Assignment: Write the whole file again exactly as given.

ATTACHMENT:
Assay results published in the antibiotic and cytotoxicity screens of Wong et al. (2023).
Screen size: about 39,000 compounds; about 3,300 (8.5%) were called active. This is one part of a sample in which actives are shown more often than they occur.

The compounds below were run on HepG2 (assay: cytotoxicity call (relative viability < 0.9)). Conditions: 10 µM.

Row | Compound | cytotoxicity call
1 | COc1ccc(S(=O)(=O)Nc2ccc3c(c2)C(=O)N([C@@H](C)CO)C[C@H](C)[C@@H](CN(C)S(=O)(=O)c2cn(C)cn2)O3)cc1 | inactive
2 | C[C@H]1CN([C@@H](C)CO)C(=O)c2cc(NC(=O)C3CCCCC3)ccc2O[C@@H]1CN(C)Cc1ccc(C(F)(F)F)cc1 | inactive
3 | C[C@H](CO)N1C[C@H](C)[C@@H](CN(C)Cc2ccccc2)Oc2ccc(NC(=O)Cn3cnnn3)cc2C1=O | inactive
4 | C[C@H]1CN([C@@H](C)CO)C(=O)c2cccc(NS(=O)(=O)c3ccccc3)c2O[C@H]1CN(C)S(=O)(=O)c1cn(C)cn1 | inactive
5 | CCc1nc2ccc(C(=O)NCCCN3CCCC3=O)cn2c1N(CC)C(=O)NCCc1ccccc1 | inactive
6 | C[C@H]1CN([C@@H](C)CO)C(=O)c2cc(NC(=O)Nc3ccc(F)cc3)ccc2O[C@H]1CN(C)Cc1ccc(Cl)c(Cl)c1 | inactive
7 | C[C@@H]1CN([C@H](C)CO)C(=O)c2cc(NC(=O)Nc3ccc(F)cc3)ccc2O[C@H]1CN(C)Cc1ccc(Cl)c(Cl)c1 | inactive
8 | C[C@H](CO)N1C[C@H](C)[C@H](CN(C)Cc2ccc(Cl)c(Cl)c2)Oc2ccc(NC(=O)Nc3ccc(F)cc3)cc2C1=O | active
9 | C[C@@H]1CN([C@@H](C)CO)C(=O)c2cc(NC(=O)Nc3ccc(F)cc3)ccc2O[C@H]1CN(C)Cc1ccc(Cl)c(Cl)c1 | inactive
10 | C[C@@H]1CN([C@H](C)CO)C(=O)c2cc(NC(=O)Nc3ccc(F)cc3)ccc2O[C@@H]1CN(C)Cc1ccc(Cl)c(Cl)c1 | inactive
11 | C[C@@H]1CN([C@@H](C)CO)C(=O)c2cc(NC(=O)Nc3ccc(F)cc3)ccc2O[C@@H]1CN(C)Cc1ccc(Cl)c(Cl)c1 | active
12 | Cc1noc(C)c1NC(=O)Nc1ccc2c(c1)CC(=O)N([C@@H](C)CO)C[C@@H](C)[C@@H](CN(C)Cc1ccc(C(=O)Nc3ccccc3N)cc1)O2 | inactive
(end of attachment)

Assay results published in the antibiotic and cytotoxicity screens of Wong et al. (2023).
Screen size: about 39,000 compounds; about 3,300 (8.5%) were called active. This is one part of a sample in which actives are shown more often than they occur.

The compounds below were run on HepG2 (assay: cytotoxicity call (relative viability < 0.9)). Conditions: 10 µM.

Row | Compound | cytotoxicity call
1 | COc1ccc(S(=O)(=O)Nc2ccc3c(c2)C(=O)N([C@@H](C)CO)C[C@H](C)[C@@H](CN(C)S(=O)(=O)c2cn(C)cn2)O3)cc1 | inactive
2 | C[C@H]1CN([C@@H](C)CO)C(=O)c2cc(NC(=O)C3CCCCC3)ccc2O[C@@H]1CN(C)Cc1ccc(C(F)(F)F)cc1 | inactive
3 | C[C@H](CO)N1C[C@H](C)[C@@H](CN(C)Cc2ccccc2)Oc2ccc(NC(=O)Cn3cnnn3)cc2C1=O | inactive
4 | C[C@H]1CN([C@@H](C)CO)C(=O)c2cccc(NS(=O)(=O)c3ccccc3)c2O[C@H]1CN(C)S(=O)(=O)c1cn(C)cn1 | inactive
5 | CCc1nc2ccc(C(=O)NCCCN3CCCC3=O)cn2c1N(CC)C(=O)NCCc1ccccc1 | inactive
6 | C[C@H]1CN([C@@H](C)CO)C(=O)c2cc(NC(=O)Nc3ccc(F)cc3)ccc2O[C@H]1CN(C)Cc1ccc(Cl)c(Cl)c1 | inactive
7 | C[C@@H]1CN([C@H](C)CO)C(=O)c2cc(NC(=O)Nc3ccc(F)cc3)ccc2O[C@H]1CN(C)Cc1ccc(Cl)c(Cl)c1 | inactive
8 | C[C@H](CO)N1C[C@H](C)[C@H](CN(C)Cc2ccc(Cl)c(Cl)c2)Oc2ccc(NC(=O)Nc3ccc(F)cc3)cc2C1=O | active
9 | C[C@@H]1CN([C@@H](C)CO)C(=O)c2cc(NC(=O)Nc3ccc(F)cc3)ccc2O[C@H]1CN(C)Cc1ccc(Cl)c(Cl)c1 | inactive
10 | C[C@@H]1CN([C@H](C)CO)C(=O)c2cc(NC(=O)Nc3ccc(F)cc3)ccc2O[C@@H]1CN(C)Cc1ccc(Cl)c(Cl)c1 | inactive
11 | C[C@@H]1CN([C@@H](C)CO)C(=O)c2cc(NC(=O)Nc3ccc(F)cc3)ccc2O[C@@H]1CN(C)Cc1ccc(Cl)c(Cl)c1 | active
12 | Cc1noc(C)c1NC(=O)Nc1ccc2c(c1)CC(=O)N([C@@H](C)CO)C[C@@H](C)[C@@H](CN(C)Cc1ccc(C(=O)Nc3ccccc3N)cc1)O2 | inactive